Project Gutenberg founder Michael S. Hart has died
This article was originally on a blog post platform and may be missing photos, graphics or links. See About archive blog posts.
Project Gutenberg announced Wednesday that founder Michael S. Hart has died. Hart, 64, died Tuesday in Illinois.
Project Gutenberg provides free e-books of thousands of works that are in the public domain. Hart first got the idea of sharing significant documents electronically early, in 1971.
In an obituary posted on its site, Project Gutenberg writes:
Hart was best known for his 1971 invention of electronic books, or eBooks. He founded Project Gutenberg, which is recognized as one of the earliest and longest-lasting online literary projects. He often told this story of how he had the idea for eBooks. He had been granted access to significant computing power at the University of Illinois at Urbana-Champaign. On July 4 1971, after being inspired by a free printed copy of the U.S. Declaration of Independence, he decided to type the text into a computer, and to transmit it to other users on the computer network. From this beginning, the digitization and distribution of literature was to be Hart’s life’s work, spanning over 40 years. Hart was an ardent technologist and futurist. A lifetime tinkerer, he acquired hands-on expertise with the technologies of the day: radio, hi-fi stereo, video equipment, and of course computers. He constantly looked into the future, to anticipate technological advances. One of his favorite speculations was that someday, everyone would be able to have their own copy of the Project Gutenberg collection or whatever subset desired. This vision came true, thanks to the advent of large inexpensive computer disk drives, and to the ubiquity of portable mobile devices, such as cell phones.... Michael prided himself on being unreasonable, and only in the later years of life did he mellow sufficiently to occasionally refrain from debate. Yet, his passion for life, and all the things in it, never abated. Frugal to a fault, Michael glided through life with many possessions and friends, but very few expenses. He used home remedies rather than seeing doctors. He fixed his own house and car. He built many computers, stereos, and other gear, often from discarded components. Michael S. Hart left a major mark on the world. The invention of eBooks was not simply a technological innovation or precursor to the modern information environment. A more correct understanding is that eBooks are an efficient and effective way of unlimited free distribution of literature. Access to eBooks can thus provide opportunity for increased literacy. Literacy, the ideas contained in literature, creates opportunity. In July 2011, Michael wrote these words, which summarize his goals and his lasting legacy: “One thing about eBooks that most people haven’t thought much is that eBooks are the very first thing that we’re all able to have as much as we want other than air. Think about that for a moment and you realize we are in the right job.’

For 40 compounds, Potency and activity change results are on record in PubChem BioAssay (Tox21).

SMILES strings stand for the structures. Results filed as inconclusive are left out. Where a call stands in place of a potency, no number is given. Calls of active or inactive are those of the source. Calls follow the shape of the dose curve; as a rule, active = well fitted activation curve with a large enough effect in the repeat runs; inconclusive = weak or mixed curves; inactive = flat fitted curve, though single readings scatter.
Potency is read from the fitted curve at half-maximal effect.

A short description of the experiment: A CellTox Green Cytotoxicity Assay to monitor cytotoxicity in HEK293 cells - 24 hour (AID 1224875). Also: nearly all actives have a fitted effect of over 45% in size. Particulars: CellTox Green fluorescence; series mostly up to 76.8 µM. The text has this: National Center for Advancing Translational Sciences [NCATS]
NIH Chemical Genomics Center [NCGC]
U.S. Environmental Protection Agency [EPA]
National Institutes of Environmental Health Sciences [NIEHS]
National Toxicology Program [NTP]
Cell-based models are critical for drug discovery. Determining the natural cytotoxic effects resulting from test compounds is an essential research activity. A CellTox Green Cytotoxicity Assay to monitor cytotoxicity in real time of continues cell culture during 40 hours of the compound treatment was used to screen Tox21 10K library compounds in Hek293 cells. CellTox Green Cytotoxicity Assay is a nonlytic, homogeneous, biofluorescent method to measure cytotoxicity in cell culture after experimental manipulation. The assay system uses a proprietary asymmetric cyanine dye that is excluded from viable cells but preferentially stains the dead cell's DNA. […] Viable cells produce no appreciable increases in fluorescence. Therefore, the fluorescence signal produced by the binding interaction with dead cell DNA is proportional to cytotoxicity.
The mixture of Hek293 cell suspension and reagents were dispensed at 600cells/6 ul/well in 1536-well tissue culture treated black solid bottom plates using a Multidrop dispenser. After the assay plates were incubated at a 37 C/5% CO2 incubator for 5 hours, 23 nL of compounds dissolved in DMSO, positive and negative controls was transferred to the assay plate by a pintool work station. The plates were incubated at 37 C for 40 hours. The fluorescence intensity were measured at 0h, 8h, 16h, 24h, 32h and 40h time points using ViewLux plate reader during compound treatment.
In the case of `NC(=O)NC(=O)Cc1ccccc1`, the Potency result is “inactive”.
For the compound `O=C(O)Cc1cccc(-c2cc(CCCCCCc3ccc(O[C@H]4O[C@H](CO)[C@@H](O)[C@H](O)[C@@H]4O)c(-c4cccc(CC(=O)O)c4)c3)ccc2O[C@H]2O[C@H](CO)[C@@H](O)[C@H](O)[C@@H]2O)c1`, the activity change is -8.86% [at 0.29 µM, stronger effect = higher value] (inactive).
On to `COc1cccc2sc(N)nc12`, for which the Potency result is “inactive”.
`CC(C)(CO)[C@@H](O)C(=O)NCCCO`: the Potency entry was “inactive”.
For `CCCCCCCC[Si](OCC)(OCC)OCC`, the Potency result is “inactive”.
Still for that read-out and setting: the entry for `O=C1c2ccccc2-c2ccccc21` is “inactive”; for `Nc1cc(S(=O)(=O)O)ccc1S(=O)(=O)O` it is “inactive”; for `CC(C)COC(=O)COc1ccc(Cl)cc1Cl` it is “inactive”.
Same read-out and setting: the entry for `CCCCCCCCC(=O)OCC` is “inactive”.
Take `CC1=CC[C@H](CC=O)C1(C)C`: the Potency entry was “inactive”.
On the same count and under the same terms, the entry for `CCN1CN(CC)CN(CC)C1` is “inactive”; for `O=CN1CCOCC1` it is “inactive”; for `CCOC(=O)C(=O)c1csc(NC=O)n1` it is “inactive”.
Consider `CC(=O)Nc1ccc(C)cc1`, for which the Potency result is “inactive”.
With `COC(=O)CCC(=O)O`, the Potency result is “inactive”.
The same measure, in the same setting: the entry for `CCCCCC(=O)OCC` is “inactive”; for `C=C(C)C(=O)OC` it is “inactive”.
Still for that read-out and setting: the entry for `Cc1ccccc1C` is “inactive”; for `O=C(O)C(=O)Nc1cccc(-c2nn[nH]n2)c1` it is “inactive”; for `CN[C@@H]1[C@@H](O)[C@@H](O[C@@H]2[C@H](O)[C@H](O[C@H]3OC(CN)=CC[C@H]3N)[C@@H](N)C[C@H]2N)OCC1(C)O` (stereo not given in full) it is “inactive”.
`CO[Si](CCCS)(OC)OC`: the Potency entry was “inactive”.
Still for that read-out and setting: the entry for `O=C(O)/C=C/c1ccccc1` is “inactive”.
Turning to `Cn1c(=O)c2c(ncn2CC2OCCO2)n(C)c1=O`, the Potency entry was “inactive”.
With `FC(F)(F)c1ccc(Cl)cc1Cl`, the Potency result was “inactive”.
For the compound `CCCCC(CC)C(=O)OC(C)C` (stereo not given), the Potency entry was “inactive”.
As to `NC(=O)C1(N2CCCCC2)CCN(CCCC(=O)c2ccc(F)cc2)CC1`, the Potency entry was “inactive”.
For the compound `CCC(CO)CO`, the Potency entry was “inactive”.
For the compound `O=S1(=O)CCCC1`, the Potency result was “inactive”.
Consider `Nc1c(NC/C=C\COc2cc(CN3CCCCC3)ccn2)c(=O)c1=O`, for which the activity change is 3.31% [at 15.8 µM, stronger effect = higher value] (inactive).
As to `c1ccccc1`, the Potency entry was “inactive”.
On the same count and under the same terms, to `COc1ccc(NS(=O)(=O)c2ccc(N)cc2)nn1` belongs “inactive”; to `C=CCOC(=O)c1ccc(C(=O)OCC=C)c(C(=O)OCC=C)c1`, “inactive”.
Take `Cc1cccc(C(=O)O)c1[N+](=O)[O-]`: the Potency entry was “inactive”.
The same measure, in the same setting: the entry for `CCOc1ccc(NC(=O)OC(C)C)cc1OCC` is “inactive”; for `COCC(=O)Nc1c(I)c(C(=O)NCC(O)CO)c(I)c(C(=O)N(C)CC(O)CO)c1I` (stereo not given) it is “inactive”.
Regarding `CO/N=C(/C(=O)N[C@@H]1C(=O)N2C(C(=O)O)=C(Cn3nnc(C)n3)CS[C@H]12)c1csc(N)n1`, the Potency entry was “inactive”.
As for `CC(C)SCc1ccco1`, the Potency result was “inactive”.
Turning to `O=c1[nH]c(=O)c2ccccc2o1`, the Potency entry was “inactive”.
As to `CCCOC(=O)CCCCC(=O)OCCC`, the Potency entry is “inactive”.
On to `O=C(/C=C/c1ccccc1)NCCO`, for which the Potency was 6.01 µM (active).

Over the years, Project Gutenberg has expanded the format of its electronic offerings to keep up with emerging technologies. Many of its e-books are available as plain text documents, HTML and epub formats. Like Wikipedia, Project Gutenberg’s content is edited and vetted by volunteers -- and all its e-books are free.
-- Carolyn Kellogg